October 21, 2022
Headlines — October 21 2022 Alexis Kenyon
Fire Crews Contain Grass Fire North Of Boulder
Boulder County fire crews contained a 19-acre grass fire that started north of Boulder, in the Lakeridge trail area yesterday afternoon. The occupants of four homes evacuated with additional nearby residents receiving evacuation warnings. Authorities closed a portion of U.S. 36 between Nelson and Neva Roads because of smoke backing up traffic. The fire did not harm any homes or structures but did damage approximately 150 feet of fence. By early evening, the Boulder County Sheriff’s office announced that fire crews reached 100% containment of the fire. According to the Daily Camera, the cause of the fire is under investigation.
St Vrain School District Considering Long-Range Rifle Storage At Two Schools
The St. Vrain Valley School District will vote next week on a proposal to store long-range rifles at Niwot High School and Lyons Middle Senior High School. If the vote passes, the board will vote again on implementation once they have seen a draft of a more detailed proposal.
The Boulder County Sheriff’s office remarked at a school board workshop in August that these long-range rifles would be most effective if placed in the school for easy access during a school shooting emergency.
St. Vrain SuperIntendent Don Haddad and the Sheriff’s Office remarked that the placement of these rifles is adding another layer of safety for the schools. Haddad is recommending the school board go through with the placement after gaining support of the movement by the Boulder County Sheriff’s Office.
Superintendent Haddad said the school would keep the rifles under heavy security if the vote were to go through. Law enforcement would use identification and biometric scanning to access the rifles.
Authorities Investigating Human Remains Found Behind Thornton High School
The Thornton Police Department said Thursday they are conducting an outdoor death investigation following the discovery of human remains by students in an open area near Thornton High School. 9News reports several students found the remains and immediately called 911. The Department did not release any extensive details on their investigation but said there is no current danger to the public and the death does not appear to be school-related. Authorities believe the remains have been in the field for a while.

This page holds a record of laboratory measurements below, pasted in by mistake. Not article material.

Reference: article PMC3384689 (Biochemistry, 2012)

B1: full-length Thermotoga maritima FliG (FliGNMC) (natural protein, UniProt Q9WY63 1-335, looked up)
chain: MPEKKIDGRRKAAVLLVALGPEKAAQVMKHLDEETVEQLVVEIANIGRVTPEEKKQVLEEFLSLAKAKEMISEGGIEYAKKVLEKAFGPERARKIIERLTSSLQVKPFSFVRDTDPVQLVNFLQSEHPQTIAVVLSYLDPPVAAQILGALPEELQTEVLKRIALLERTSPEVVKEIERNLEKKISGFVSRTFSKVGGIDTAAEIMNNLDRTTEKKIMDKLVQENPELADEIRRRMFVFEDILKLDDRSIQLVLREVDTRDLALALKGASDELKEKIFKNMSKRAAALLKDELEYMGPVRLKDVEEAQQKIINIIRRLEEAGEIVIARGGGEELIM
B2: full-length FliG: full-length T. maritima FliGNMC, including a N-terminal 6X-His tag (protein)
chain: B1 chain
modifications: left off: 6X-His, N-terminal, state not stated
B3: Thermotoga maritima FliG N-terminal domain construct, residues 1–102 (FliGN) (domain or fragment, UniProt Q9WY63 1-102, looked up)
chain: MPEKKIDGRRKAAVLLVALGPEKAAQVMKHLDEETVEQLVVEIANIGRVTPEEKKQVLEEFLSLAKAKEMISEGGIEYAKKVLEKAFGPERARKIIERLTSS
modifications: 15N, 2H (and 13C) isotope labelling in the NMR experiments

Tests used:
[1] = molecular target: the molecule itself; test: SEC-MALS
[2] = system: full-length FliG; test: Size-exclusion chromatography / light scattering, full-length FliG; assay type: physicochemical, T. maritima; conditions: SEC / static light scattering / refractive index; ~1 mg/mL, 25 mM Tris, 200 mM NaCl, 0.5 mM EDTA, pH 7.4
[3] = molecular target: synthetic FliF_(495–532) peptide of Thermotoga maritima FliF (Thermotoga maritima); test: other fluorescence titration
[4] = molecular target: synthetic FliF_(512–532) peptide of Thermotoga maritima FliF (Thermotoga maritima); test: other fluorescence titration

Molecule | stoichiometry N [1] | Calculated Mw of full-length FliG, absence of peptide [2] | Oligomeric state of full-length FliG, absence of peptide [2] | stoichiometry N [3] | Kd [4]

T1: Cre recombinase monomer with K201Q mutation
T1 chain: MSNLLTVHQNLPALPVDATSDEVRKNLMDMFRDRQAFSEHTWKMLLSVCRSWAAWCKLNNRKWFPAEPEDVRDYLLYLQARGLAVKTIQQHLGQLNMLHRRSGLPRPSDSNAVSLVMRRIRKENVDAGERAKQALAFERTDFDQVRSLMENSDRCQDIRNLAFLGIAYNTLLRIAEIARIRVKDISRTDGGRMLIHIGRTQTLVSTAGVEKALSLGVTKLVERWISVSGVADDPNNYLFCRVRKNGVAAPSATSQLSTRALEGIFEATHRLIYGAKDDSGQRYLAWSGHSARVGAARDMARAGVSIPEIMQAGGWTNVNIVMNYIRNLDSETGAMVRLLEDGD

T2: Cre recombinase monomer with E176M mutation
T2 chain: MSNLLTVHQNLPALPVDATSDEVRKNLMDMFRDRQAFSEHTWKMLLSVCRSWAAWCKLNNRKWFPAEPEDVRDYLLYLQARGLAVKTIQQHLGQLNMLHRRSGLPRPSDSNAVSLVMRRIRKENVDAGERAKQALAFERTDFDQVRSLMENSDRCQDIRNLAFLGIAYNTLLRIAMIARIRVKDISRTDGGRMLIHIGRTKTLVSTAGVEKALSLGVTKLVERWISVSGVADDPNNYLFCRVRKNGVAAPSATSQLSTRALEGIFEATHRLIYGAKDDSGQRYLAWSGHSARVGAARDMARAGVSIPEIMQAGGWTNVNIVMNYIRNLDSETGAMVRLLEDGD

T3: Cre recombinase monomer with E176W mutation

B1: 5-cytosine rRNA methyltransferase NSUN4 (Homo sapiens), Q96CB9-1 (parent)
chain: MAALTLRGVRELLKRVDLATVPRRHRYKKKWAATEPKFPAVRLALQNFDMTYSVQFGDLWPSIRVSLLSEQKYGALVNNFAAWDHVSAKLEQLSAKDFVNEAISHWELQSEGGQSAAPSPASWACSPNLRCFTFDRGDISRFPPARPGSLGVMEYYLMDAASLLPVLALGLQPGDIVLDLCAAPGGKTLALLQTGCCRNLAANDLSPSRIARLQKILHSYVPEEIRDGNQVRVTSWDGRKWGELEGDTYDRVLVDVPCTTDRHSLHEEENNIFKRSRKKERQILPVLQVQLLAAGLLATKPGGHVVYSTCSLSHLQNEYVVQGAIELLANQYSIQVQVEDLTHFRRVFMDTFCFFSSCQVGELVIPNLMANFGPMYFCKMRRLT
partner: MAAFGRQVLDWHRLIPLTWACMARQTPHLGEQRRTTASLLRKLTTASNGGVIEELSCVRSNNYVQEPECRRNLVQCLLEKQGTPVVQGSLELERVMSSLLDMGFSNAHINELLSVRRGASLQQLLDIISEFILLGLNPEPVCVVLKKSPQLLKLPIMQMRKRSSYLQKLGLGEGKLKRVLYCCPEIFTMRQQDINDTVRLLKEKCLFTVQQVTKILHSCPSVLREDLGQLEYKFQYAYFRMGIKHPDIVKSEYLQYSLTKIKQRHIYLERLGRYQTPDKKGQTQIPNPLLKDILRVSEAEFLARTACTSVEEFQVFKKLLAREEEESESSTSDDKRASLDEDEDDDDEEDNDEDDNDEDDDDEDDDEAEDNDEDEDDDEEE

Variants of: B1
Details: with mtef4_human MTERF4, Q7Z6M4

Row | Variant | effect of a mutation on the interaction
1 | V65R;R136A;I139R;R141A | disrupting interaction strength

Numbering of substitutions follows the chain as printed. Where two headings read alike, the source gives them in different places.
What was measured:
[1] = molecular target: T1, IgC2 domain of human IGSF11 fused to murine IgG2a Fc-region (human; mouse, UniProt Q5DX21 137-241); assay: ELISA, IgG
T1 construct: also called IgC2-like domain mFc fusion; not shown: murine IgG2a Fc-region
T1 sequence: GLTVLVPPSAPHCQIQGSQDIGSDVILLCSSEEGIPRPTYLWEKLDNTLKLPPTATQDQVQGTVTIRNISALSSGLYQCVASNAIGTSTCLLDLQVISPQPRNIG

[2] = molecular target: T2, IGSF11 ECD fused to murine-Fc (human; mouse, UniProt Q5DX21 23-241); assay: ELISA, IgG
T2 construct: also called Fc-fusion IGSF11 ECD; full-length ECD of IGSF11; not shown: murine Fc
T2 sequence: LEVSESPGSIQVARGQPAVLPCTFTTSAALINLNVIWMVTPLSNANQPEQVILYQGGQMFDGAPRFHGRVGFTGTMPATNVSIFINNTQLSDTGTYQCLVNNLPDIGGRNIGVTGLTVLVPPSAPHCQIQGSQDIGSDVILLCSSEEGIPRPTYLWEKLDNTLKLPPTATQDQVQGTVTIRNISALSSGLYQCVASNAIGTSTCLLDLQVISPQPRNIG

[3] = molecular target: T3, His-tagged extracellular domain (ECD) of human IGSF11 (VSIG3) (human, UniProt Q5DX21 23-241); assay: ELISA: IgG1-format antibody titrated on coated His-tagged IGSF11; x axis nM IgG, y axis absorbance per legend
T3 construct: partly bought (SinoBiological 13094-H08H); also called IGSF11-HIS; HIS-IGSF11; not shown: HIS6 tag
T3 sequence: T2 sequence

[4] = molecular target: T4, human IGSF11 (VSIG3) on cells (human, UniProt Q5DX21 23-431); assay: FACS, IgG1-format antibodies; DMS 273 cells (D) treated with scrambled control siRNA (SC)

Boulder City Council Approves Next Year’s Budget
The Boulder City Council approved next year’s budget of $515.4 million last evening by a vote of six to two. Mayor Aaron Bracket was absent from last night’s meeting due to his visit with one of Boulder’s sister cities. Councilmembers Lauren Fokerts and Nicole Speer voted no on the budget by saying it does not adequately address the city’s ongoing homeless encampment issues.
According to the Daily Camera, among the budget priorities are $2 million for wildfire resistance and emergency response, $1 million for homelessness and case management, close to $1.3 million as continuance for the public space management pilot program, $1.5 million for increased construction costs of the new Boulder Station 3 firehouse, and $80,000 for trash management strategies.
Prior to the vote, some residents raised concerns with ongoing homeless encampments while others requested support for art programs.
Denver Art Museum Returns Stolen Relics To India Linked To Smuggler Investigated By Manhattan DA
The Manhattan District Attorney’s office returned roughly 300 smuggled antiquities to India this week during a repatriation ceremony, with 22 of the objects being relinquished from the Denver Art Museum. The mass return of stolen relics – valued at nearly $4 million – results from a 15-year investigation into a former New York City gallery owner, Subhash Kapoor, who smuggled relics from the Middle East and Southeast Asia through a vast global network. Kapoor is currently standing trial in India for theft, smuggling, and trafficking charges and has been jailed in the country since 2011.
According to the Denver Post, the Denver Art Museum reported 31 pieces associated with Kapoor to the Manhattan DA last year, who then requested 22 for return to India. The museum released the artifacts in July, with the remaining nine being kept from display.
Besides the relics associated with Kapoor, the Denver Art Museum has also given up other artifacts this year associated with looting, which included four looted Cambodian relics associated with disgraced dealer Douglas Latchford and a Benin plaque from Nigeria. According to the Denver Post, authorities are ramping up cultural property investigations as collectors and art organizations worldwide face reckoning over provenance, cultural heritage, and the role of colonialism in their collections.
Headlines — October 21 2022 Alexis Kenyon